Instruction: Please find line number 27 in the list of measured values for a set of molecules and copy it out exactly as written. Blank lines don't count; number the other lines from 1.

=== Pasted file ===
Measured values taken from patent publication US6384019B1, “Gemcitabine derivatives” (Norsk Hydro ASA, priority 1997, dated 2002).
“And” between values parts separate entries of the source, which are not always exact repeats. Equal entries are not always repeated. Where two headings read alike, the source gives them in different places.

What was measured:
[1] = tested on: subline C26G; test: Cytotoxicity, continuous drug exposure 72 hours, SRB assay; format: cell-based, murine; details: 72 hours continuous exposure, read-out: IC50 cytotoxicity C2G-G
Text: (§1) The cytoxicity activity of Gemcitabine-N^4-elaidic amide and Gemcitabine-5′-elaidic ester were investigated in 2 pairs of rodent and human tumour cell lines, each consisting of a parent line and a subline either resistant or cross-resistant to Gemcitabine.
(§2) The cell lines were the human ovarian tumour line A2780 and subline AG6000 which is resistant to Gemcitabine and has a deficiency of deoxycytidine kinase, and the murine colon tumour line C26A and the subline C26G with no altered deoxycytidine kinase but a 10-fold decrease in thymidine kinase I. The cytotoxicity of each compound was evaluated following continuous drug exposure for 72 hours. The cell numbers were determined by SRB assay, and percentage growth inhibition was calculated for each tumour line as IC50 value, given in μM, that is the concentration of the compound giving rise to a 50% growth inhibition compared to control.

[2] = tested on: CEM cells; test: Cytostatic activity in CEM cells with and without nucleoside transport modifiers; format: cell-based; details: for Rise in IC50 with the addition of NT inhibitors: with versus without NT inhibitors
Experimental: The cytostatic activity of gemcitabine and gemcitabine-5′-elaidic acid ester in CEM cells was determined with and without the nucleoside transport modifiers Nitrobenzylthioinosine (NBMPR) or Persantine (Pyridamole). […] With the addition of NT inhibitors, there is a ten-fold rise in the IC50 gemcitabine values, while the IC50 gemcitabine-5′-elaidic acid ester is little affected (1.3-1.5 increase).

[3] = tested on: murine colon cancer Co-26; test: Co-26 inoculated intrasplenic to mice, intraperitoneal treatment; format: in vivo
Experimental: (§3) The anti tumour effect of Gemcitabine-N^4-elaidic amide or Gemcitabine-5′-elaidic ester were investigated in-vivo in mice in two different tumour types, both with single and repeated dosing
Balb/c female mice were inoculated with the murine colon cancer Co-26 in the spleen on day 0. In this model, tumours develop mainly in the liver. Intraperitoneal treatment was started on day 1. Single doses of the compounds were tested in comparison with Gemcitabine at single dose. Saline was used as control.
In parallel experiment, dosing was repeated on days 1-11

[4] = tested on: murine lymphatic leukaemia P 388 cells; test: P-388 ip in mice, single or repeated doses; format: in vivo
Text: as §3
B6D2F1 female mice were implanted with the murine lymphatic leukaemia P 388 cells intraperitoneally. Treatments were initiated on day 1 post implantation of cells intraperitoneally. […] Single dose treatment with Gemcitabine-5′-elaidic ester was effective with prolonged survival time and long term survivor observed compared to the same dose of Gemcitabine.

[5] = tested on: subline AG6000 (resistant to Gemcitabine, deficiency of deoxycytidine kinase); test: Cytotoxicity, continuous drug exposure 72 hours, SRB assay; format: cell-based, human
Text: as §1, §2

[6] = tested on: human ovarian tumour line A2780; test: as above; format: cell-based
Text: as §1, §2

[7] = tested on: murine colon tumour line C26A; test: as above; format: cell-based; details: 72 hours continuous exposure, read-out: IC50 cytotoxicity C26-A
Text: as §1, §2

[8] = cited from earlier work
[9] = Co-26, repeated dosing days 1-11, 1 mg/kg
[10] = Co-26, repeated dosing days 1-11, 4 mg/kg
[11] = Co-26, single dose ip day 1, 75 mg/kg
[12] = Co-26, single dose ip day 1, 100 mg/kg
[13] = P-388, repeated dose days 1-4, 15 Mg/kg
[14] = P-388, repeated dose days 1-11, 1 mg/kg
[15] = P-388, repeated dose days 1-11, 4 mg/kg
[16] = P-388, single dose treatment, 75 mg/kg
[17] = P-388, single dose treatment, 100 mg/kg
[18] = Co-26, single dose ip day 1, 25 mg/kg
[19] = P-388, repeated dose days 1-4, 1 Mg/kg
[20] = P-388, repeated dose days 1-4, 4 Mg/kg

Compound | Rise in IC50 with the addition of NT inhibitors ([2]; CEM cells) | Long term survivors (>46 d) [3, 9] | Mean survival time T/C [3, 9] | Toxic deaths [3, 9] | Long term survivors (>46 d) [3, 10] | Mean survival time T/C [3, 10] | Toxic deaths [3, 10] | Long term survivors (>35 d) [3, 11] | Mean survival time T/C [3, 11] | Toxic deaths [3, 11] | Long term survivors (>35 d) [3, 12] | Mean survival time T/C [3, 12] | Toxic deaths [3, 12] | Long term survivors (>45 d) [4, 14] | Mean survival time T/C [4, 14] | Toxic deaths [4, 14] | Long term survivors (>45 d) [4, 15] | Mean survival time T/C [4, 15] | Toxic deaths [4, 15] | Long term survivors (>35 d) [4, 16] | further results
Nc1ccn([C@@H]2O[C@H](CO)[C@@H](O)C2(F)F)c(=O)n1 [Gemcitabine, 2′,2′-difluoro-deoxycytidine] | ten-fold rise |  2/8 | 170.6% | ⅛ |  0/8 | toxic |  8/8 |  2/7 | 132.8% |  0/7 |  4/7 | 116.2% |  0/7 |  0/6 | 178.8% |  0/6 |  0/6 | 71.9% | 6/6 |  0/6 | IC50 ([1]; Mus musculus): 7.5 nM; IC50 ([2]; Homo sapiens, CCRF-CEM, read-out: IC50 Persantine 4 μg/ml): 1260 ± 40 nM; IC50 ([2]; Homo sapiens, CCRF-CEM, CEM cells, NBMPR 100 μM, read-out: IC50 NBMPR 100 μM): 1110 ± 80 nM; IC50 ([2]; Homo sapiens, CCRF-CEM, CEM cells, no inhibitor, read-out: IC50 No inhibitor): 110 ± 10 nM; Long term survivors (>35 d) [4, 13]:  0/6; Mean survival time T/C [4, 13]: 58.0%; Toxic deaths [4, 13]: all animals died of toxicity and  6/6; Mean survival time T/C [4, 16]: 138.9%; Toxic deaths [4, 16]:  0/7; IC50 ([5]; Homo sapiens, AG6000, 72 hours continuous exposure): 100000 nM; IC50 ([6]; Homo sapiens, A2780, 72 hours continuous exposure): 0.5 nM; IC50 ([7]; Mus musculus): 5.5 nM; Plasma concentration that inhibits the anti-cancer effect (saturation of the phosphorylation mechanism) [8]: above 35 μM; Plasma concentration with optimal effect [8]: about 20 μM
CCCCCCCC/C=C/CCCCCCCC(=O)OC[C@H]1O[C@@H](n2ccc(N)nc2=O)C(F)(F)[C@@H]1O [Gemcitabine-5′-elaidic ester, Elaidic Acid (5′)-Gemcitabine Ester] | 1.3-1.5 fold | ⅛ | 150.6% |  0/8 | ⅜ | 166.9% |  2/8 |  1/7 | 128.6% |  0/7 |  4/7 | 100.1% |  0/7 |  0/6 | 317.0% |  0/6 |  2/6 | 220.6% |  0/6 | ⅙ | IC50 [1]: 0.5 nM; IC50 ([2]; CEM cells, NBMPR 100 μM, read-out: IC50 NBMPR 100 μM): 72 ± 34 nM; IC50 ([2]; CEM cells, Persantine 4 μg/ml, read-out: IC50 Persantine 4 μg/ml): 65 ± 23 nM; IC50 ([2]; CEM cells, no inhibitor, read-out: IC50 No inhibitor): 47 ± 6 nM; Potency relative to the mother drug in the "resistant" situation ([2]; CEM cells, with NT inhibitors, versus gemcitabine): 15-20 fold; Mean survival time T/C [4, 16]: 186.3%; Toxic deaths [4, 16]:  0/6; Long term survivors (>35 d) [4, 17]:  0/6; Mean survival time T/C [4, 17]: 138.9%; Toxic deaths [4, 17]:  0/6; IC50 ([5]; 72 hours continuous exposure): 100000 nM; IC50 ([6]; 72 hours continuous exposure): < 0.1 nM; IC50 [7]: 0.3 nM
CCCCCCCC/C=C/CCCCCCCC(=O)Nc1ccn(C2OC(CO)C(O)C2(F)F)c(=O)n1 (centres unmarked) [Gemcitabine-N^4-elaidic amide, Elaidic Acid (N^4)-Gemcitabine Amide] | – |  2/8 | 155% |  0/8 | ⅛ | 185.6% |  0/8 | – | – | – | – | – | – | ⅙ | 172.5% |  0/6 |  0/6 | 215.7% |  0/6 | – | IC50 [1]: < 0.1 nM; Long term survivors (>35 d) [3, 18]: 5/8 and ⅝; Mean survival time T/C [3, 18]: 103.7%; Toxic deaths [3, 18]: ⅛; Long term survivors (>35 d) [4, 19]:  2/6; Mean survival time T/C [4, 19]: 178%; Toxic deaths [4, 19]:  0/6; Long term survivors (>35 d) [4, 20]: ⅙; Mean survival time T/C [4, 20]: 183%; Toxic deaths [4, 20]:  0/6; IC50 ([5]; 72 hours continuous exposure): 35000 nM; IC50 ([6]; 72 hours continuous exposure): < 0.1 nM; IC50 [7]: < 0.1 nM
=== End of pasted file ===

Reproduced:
[13] = P-388, repeated dose days 1-4, 15 Mg/kg